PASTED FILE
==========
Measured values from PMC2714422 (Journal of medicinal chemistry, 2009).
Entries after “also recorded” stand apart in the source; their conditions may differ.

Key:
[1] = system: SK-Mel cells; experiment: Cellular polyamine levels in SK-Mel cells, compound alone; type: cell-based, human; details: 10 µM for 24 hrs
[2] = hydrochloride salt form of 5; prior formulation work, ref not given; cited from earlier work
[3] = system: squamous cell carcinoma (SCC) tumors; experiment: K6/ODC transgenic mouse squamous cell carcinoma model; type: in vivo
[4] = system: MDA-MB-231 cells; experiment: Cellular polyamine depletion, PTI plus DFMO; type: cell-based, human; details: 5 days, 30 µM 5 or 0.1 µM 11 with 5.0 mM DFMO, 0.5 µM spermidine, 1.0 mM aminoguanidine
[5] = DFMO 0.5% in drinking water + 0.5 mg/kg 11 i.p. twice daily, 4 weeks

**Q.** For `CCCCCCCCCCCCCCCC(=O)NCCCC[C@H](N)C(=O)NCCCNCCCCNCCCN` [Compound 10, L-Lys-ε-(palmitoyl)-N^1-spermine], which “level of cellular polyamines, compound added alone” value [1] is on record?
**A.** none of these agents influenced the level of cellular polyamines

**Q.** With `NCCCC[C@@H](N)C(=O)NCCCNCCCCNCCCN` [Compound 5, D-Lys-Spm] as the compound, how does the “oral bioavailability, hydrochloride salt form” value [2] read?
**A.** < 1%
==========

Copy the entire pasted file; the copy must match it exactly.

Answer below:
Measured values from PMC2714422 (Journal of medicinal chemistry, 2009).
Entries after “also recorded” stand apart in the source; their conditions may differ.

Key:
[1] = system: SK-Mel cells; experiment: Cellular polyamine levels in SK-Mel cells, compound alone; type: cell-based, human; details: 10 µM for 24 hrs
[2] = hydrochloride salt form of 5; prior formulation work, ref not given; cited from earlier work
[3] = system: squamous cell carcinoma (SCC) tumors; experiment: K6/ODC transgenic mouse squamous cell carcinoma model; type: in vivo
[4] = system: MDA-MB-231 cells; experiment: Cellular polyamine depletion, PTI plus DFMO; type: cell-based, human; details: 5 days, 30 µM 5 or 0.1 µM 11 with 5.0 mM DFMO, 0.5 µM spermidine, 1.0 mM aminoguanidine
[5] = DFMO 0.5% in drinking water + 0.5 mg/kg 11 i.p. twice daily, 4 weeks

**Q.** For `CCCCCCCCCCCCCCCC(=O)NCCCC[C@H](N)C(=O)NCCCNCCCCNCCCN` [Compound 10, L-Lys-ε-(palmitoyl)-N^1-spermine], which “level of cellular polyamines, compound added alone” value [1] is on record?
**A.** none of these agents influenced the level of cellular polyamines

**Q.** With `NCCCC[C@@H](N)C(=O)NCCCNCCCCNCCCN` [Compound 5, D-Lys-Spm] as the compound, how does the “oral bioavailability, hydrochloride salt form” value [2] read?
**A.** < 1%